North Notes
Spokane North Rotary Club Bulletin
December 19, 2016
Merry Christmas and Happy New Year!!
          Happy Holidays: Club President Nancy Hanson wished season’s greetings to all at the Dec. 19 luncheon.  She offered special thanks to Sandy Fink for coordinating the club’s gift collection and distribution to needy families at Holmes Elementary.  And the club thanked and presented a gift card to Lincoln Center staffer extraordinare Ken Holeman for his weekly efforts at banner-hanging and audio-visual support, but especially his terrific decorations in the Monroe Ballroom for the club’s holiday luncheon.
          Holiday break: No luncheon meetings are scheduled Dec. 26 or Jan. 2.  The next club meeting is Jan. 9.
          Think spring: District 5080 Assistant Gov. John Guarisco, a member of Spokane East Rotary, encouraged members to attend the District Conference, May 12-14, in Nakusp, British Columbia. Speakers will include a commercial pilot who was a Rotary exchange student, a Rhodes scholar, and a speaker on the “End Polio Now” program.  An “apple pie competition,” local area tours, golf and nearby hot springs all are available to attendees and guests.
Mentors and meals make a big difference
          When asked a few years ago how many students could benefit from having adult mentors, then-Holmes Elementary School Principal Steve Barnes replied: “All 400 of them.”
          Continuing the mission and message of mentoring, Anthony Carollo on Dec. 19 stressed the life-changing possibilities – for the students and the mentors.
          Carollo, a pastor licensed through Mount Spokane Church, is executive director of the Greater Spokane Association of Evangelicals.  His new role follows a 26-year career in title insurance and escrow. In 2004 he founded Stewart Title of Spokane and served as company president until 2014.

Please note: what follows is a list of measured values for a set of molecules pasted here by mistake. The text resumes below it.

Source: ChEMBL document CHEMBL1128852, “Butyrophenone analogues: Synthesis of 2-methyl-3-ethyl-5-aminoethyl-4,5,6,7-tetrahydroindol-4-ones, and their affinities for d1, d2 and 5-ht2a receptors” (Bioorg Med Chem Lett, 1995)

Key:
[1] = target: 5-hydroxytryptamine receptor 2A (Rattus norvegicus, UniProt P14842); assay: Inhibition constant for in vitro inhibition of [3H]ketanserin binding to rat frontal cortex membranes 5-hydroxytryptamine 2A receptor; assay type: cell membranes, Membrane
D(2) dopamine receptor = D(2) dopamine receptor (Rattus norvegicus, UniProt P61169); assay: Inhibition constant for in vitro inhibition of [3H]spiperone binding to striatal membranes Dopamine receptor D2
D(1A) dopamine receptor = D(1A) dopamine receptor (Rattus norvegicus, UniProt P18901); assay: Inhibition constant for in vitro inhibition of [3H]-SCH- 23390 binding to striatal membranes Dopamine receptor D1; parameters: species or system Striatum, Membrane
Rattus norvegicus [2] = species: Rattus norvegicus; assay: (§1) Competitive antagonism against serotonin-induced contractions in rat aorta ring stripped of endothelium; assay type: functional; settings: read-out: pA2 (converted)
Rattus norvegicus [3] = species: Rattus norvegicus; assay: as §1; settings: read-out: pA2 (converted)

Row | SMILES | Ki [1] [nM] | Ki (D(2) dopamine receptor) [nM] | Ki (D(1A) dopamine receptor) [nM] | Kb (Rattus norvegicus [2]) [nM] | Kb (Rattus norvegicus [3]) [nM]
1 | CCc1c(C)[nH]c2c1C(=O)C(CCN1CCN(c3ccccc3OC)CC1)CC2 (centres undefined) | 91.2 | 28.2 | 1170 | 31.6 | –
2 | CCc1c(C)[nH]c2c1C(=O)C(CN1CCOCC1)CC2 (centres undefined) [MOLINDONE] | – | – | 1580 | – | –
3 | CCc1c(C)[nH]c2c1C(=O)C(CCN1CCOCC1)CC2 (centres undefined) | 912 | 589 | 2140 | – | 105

Much of his mentoring message at the club’s final calendar-year luncheon involved Carollo’s own experiences with a 5th grader at Stevens Elementary, located at Mission and Napa.
          The 5th grade boy, whom he called “Jordan” (a pseudonym), is among the 480 of about 500 students at Stevens described by Carollo as “food insecure.”
          That means, like most students at Holmes Elementary, being on free or reduced-price lunch programs and not sure if their families will have meals on the weekends and non-school days.  That’s especially difficult during the two-week holiday break.
          He recommends the 2nd Harvest Food Bank’s “Bite2Go” program, which provides “a good mix of healthy, kid-friendly, easy-to-open, single-serving, non-perishable food items to cover four meals and three snacks over a weekend.”
          “Jordan” lives with an aunt and an 18-year-old cousin.  The boy’s “bio-dad” is imprisoned and mom moved to Post Falls, Carollo said.
          The boy “is big for his age and is a playground bully who is in the school detention room about once a week,” he said, adding that the boy reads at just 44 percent of his grade level standard.
          Carollo said Spokane County has some 16,000 single-parent homes with kids and 8,000 “at-risk kids with nothing to eat over the weekends.”  He said one student told him weekend food is hidden in the dirty laundry, “because if dad finds it, he will
eat it all.”
          So Carollo has asked area churches to help these families and their kids find meals and mentors.  He said 31 of 100 area churches contacted thus far have agreed to partner in the effort.
          “The GSAE serves as a facilitator which takes the message out to churches,” Carollo said.  He recently visited similar agencies in Phoenix to share best-practice methods to combat the problems.
          “The foster care system is overwhelmed,” Carollo said, citing the high number of “red files for difficult kids.”  He said it is interesting that these kids “have files on everything they did in their lives.”  He related his own instance of shoplifting an open pack of gum from a Safeway when he was just 4 years old.  “We all have a red file,” Carollo said.
          He added that the agency encourages mentoring contacts over multiple years and he shared a chart showing the positive results of mentoring in the students’ school attendance, reading, math and behavior.
The bulletin producers:
Bulletin editors: Chuck Rehberg and Sandy Fink
Photo: Eric Johnson
Program coordinator: Brad Stark